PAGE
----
The public inquiry into treatment and conditions at Brook House Immigration Removal Centre has heard evidence that staff smuggled in drugs for detainees to sell. The inquiry into Brook House was triggered by a series of investigations by BBC Panorama in 2017, which uncovered mistreatment of detainees, widespread drug use and high levels of self-harm.
Speaking to the inquiry this week, one detainee has said custody officers prepared packages of contraband in the carpark, including drugs and weapons, and sold them to detainees inside. Those being held transferred money to staff for the parcels, then sold their contents to their cellmates. The witness statement revealed use of cannabis and spice was widespread, with catastrophic effects on the levels of violence and poor mental health in the centre. The witness, codenamed D687, said using the drugs made his mental health worse, and in 2017 he tried to hang himself.
He said: ‘I was treated like an animal, something less than human. It has left an impact on me and my mental health which I don’t think I’ll ever get over. When I entered Brook House I felt relatively normal. When I left I felt broken, hopeless and mad.’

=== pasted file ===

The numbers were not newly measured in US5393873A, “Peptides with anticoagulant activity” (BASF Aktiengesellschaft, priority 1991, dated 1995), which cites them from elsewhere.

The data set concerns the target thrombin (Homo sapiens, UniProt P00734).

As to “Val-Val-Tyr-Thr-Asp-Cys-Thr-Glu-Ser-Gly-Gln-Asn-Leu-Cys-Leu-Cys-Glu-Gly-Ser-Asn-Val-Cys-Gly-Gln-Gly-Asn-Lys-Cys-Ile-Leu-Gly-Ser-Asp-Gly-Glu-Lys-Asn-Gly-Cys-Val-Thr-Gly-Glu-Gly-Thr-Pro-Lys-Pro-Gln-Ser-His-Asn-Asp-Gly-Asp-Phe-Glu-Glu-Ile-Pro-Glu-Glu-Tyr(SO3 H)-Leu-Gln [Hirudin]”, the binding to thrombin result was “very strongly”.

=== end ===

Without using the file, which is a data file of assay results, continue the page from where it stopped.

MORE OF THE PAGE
The Inquiry was set up in November 2019 following the successful judicial review challenge brought by two former detainees and is the first of its kind into immigration detention in the UK.
In that judicial review the judge, May J stated: ‘Immigration detainees are a uniquely vulnerable group of people. They are not convicted persons serving a sentence, they are not being detained as punishment. Unlike most prisoners, they do not know for how long they are going to be confined.
‘Detention under these conditions is diminishing and depersonalising enough, but it is unacceptably degrading and dehumanising where there is repeated and apparently casual abuse on the part of staff employed by the state to supervise and look after such detainees.’
More former detainees are expected to provide witness statements about their mistreatment at Brook House this week as part of the second phase of hearings, which is due to last six weeks.